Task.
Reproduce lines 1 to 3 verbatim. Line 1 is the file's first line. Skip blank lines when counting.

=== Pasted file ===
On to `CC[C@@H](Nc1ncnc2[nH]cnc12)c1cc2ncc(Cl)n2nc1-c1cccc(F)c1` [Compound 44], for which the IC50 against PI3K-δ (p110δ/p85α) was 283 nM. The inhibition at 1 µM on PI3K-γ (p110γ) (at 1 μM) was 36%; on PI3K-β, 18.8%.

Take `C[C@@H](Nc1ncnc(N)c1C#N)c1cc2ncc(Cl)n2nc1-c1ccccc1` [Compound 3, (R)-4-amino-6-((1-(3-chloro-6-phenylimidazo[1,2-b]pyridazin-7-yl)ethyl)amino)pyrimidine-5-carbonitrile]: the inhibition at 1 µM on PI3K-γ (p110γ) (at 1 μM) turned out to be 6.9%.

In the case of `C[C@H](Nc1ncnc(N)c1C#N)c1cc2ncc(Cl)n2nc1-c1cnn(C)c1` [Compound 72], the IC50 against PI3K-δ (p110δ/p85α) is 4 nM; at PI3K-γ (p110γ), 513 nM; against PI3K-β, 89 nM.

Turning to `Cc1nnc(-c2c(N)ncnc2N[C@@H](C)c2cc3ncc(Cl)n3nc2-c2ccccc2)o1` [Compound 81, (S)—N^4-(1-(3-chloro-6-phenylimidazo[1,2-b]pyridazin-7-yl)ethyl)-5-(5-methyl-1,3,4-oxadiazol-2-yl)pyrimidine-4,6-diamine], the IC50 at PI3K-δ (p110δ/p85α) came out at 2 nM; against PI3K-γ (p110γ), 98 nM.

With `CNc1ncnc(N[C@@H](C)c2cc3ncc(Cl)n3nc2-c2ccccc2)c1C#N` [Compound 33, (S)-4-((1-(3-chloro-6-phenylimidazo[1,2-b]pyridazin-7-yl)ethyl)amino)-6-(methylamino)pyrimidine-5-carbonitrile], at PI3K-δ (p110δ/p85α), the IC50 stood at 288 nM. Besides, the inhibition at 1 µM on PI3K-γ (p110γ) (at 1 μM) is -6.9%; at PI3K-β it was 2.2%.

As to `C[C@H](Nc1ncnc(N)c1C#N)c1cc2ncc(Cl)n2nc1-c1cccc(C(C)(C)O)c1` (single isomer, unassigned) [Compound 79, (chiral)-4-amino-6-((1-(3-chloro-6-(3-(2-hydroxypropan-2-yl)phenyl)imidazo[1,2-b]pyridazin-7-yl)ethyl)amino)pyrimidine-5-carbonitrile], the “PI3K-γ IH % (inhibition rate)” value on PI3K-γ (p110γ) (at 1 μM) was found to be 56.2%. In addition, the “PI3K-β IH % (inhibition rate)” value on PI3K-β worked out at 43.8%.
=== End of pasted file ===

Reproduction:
On to `CC[C@@H](Nc1ncnc2[nH]cnc12)c1cc2ncc(Cl)n2nc1-c1cccc(F)c1` [Compound 44], for which the IC50 against PI3K-δ (p110δ/p85α) was 283 nM. The inhibition at 1 µM on PI3K-γ (p110γ) (at 1 μM) was 36%; on PI3K-β, 18.8%.

Take `C[C@@H](Nc1ncnc(N)c1C#N)c1cc2ncc(Cl)n2nc1-c1ccccc1` [Compound 3, (R)-4-amino-6-((1-(3-chloro-6-phenylimidazo[1,2-b]pyridazin-7-yl)ethyl)amino)pyrimidine-5-carbonitrile]: the inhibition at 1 µM on PI3K-γ (p110γ) (at 1 μM) turned out to be 6.9%.

In the case of `C[C@H](Nc1ncnc(N)c1C#N)c1cc2ncc(Cl)n2nc1-c1cnn(C)c1` [Compound 72], the IC50 against PI3K-δ (p110δ/p85α) is 4 nM; at PI3K-γ (p110γ), 513 nM; against PI3K-β, 89 nM.